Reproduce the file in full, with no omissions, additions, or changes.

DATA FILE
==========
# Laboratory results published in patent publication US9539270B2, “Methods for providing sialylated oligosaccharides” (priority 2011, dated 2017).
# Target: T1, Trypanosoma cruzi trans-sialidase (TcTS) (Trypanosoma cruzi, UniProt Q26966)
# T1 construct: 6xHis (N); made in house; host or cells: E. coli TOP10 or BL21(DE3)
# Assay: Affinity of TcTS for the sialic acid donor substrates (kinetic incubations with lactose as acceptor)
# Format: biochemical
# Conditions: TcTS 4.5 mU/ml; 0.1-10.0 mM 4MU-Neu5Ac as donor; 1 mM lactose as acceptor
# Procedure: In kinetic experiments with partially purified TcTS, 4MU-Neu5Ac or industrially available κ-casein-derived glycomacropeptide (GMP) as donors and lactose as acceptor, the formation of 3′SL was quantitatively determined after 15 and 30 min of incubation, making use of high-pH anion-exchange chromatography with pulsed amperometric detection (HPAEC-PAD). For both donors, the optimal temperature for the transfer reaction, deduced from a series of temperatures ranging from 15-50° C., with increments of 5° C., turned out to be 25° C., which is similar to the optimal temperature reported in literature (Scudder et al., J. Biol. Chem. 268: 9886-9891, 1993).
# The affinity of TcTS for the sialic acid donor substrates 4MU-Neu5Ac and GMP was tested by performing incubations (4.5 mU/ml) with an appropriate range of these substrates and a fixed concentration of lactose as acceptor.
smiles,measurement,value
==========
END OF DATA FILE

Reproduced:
# Laboratory results published in patent publication US9539270B2, “Methods for providing sialylated oligosaccharides” (priority 2011, dated 2017).
# Target: T1, Trypanosoma cruzi trans-sialidase (TcTS) (Trypanosoma cruzi, UniProt Q26966)
# T1 construct: 6xHis (N); made in house; host or cells: E. coli TOP10 or BL21(DE3)
# Assay: Affinity of TcTS for the sialic acid donor substrates (kinetic incubations with lactose as acceptor)
# Format: biochemical
# Conditions: TcTS 4.5 mU/ml; 0.1-10.0 mM 4MU-Neu5Ac as donor; 1 mM lactose as acceptor
# Procedure: In kinetic experiments with partially purified TcTS, 4MU-Neu5Ac or industrially available κ-casein-derived glycomacropeptide (GMP) as donors and lactose as acceptor, the formation of 3′SL was quantitatively determined after 15 and 30 min of incubation, making use of high-pH anion-exchange chromatography with pulsed amperometric detection (HPAEC-PAD). For both donors, the optimal temperature for the transfer reaction, deduced from a series of temperatures ranging from 15-50° C., with increments of 5° C., turned out to be 25° C., which is similar to the optimal temperature reported in literature (Scudder et al., J. Biol. Chem. 268: 9886-9891, 1993).
# The affinity of TcTS for the sialic acid donor substrates 4MU-Neu5Ac and GMP was tested by performing incubations (4.5 mU/ml) with an appropriate range of these substrates and a fixed concentration of lactose as acceptor.
smiles,measurement,value